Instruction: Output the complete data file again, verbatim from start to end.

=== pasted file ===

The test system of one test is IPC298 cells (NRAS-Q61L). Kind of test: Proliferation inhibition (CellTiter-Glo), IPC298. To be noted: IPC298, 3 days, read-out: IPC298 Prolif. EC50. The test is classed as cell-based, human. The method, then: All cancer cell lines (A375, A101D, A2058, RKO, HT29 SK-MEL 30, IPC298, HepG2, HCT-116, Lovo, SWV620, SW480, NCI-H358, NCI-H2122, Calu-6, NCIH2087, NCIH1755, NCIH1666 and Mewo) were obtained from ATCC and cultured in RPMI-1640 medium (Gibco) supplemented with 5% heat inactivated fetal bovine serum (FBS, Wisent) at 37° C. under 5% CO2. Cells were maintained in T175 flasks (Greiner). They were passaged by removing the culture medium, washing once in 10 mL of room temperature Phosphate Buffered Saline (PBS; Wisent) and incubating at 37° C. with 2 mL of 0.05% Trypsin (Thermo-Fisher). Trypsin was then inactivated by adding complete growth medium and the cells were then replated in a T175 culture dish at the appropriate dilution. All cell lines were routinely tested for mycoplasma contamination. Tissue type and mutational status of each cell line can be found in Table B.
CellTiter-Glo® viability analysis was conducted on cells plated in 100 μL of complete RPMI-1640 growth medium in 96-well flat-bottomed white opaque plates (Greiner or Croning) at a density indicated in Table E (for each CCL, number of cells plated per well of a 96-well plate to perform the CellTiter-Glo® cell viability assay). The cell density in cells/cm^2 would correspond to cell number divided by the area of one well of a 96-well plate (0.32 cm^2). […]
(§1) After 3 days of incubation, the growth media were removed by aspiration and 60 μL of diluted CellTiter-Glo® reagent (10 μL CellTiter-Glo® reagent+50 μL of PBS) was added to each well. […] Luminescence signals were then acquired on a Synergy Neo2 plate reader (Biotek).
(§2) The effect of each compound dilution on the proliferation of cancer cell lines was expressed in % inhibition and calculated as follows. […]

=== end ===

The test system of one test is IPC298 cells (NRAS-Q61L). Kind of test: Proliferation inhibition (CellTiter-Glo), IPC298. To be noted: IPC298, 3 days, read-out: IPC298 Prolif. EC50. The test is classed as cell-based, human. The method, then: All cancer cell lines (A375, A101D, A2058, RKO, HT29 SK-MEL 30, IPC298, HepG2, HCT-116, Lovo, SWV620, SW480, NCI-H358, NCI-H2122, Calu-6, NCIH2087, NCIH1755, NCIH1666 and Mewo) were obtained from ATCC and cultured in RPMI-1640 medium (Gibco) supplemented with 5% heat inactivated fetal bovine serum (FBS, Wisent) at 37° C. under 5% CO2. Cells were maintained in T175 flasks (Greiner). They were passaged by removing the culture medium, washing once in 10 mL of room temperature Phosphate Buffered Saline (PBS; Wisent) and incubating at 37° C. with 2 mL of 0.05% Trypsin (Thermo-Fisher). Trypsin was then inactivated by adding complete growth medium and the cells were then replated in a T175 culture dish at the appropriate dilution. All cell lines were routinely tested for mycoplasma contamination. Tissue type and mutational status of each cell line can be found in Table B.
CellTiter-Glo® viability analysis was conducted on cells plated in 100 μL of complete RPMI-1640 growth medium in 96-well flat-bottomed white opaque plates (Greiner or Croning) at a density indicated in Table E (for each CCL, number of cells plated per well of a 96-well plate to perform the CellTiter-Glo® cell viability assay). The cell density in cells/cm^2 would correspond to cell number divided by the area of one well of a 96-well plate (0.32 cm^2). […]
(§1) After 3 days of incubation, the growth media were removed by aspiration and 60 μL of diluted CellTiter-Glo® reagent (10 μL CellTiter-Glo® reagent+50 μL of PBS) was added to each well. […] Luminescence signals were then acquired on a Synergy Neo2 plate reader (Biotek).
(§2) The effect of each compound dilution on the proliferation of cancer cell lines was expressed in % inhibition and calculated as follows. […]